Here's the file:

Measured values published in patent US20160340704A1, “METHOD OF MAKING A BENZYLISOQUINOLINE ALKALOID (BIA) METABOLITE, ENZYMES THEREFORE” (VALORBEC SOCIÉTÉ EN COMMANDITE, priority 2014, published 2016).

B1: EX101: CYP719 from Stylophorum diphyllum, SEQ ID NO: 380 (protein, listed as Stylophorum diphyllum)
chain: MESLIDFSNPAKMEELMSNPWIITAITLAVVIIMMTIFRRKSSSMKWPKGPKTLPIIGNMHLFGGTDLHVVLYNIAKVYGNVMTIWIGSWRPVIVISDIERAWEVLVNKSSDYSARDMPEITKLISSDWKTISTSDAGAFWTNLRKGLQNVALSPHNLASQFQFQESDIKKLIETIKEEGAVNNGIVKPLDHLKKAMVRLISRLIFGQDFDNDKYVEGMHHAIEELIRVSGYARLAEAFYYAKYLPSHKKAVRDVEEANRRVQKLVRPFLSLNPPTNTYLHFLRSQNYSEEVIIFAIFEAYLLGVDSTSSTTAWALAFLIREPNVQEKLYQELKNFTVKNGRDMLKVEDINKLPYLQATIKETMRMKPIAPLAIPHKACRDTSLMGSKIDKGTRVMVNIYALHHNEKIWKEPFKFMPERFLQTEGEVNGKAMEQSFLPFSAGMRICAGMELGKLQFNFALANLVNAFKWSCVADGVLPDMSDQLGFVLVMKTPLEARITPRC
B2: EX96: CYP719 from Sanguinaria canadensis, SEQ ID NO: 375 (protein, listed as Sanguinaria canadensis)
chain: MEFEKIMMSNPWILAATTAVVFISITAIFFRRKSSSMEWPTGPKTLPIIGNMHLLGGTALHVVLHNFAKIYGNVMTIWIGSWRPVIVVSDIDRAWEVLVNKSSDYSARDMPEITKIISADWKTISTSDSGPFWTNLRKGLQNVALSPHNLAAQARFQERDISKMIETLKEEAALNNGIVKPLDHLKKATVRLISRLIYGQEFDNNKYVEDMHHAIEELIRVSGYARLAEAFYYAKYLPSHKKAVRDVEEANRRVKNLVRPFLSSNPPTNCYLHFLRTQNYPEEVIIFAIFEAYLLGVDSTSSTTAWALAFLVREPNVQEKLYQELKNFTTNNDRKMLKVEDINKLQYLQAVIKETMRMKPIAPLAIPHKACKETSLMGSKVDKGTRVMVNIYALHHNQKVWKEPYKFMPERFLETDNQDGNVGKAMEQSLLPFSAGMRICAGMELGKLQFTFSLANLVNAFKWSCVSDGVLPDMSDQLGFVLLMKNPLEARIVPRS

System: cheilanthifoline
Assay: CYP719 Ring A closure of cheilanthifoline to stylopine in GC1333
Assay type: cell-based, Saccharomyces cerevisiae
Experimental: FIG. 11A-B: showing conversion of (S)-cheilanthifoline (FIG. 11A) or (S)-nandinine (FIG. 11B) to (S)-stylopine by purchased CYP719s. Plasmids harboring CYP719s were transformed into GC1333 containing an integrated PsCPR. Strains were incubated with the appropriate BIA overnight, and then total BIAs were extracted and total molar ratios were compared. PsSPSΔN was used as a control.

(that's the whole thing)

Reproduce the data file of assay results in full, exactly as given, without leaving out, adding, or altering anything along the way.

Measured values published in patent US20160340704A1, “METHOD OF MAKING A BENZYLISOQUINOLINE ALKALOID (BIA) METABOLITE, ENZYMES THEREFORE” (VALORBEC SOCIÉTÉ EN COMMANDITE, priority 2014, published 2016).

B1: EX101: CYP719 from Stylophorum diphyllum, SEQ ID NO: 380 (protein, listed as Stylophorum diphyllum)
chain: MESLIDFSNPAKMEELMSNPWIITAITLAVVIIMMTIFRRKSSSMKWPKGPKTLPIIGNMHLFGGTDLHVVLYNIAKVYGNVMTIWIGSWRPVIVISDIERAWEVLVNKSSDYSARDMPEITKLISSDWKTISTSDAGAFWTNLRKGLQNVALSPHNLASQFQFQESDIKKLIETIKEEGAVNNGIVKPLDHLKKAMVRLISRLIFGQDFDNDKYVEGMHHAIEELIRVSGYARLAEAFYYAKYLPSHKKAVRDVEEANRRVQKLVRPFLSLNPPTNTYLHFLRSQNYSEEVIIFAIFEAYLLGVDSTSSTTAWALAFLIREPNVQEKLYQELKNFTVKNGRDMLKVEDINKLPYLQATIKETMRMKPIAPLAIPHKACRDTSLMGSKIDKGTRVMVNIYALHHNEKIWKEPFKFMPERFLQTEGEVNGKAMEQSFLPFSAGMRICAGMELGKLQFNFALANLVNAFKWSCVADGVLPDMSDQLGFVLVMKTPLEARITPRC
B2: EX96: CYP719 from Sanguinaria canadensis, SEQ ID NO: 375 (protein, listed as Sanguinaria canadensis)
chain: MEFEKIMMSNPWILAATTAVVFISITAIFFRRKSSSMEWPTGPKTLPIIGNMHLLGGTALHVVLHNFAKIYGNVMTIWIGSWRPVIVVSDIDRAWEVLVNKSSDYSARDMPEITKIISADWKTISTSDSGPFWTNLRKGLQNVALSPHNLAAQARFQERDISKMIETLKEEAALNNGIVKPLDHLKKATVRLISRLIYGQEFDNNKYVEDMHHAIEELIRVSGYARLAEAFYYAKYLPSHKKAVRDVEEANRRVKNLVRPFLSSNPPTNCYLHFLRTQNYPEEVIIFAIFEAYLLGVDSTSSTTAWALAFLVREPNVQEKLYQELKNFTTNNDRKMLKVEDINKLQYLQAVIKETMRMKPIAPLAIPHKACKETSLMGSKVDKGTRVMVNIYALHHNQKVWKEPYKFMPERFLETDNQDGNVGKAMEQSLLPFSAGMRICAGMELGKLQFTFSLANLVNAFKWSCVSDGVLPDMSDQLGFVLLMKNPLEARIVPRS

System: cheilanthifoline
Assay: CYP719 Ring A closure of cheilanthifoline to stylopine in GC1333
Assay type: cell-based, Saccharomyces cerevisiae
Experimental: FIG. 11A-B: showing conversion of (S)-cheilanthifoline (FIG. 11A) or (S)-nandinine (FIG. 11B) to (S)-stylopine by purchased CYP719s. Plasmids harboring CYP719s were transformed into GC1333 containing an integrated PsCPR. Strains were incubated with the appropriate BIA overnight, and then total BIAs were extracted and total molar ratios were compared. PsSPSΔN was used as a control.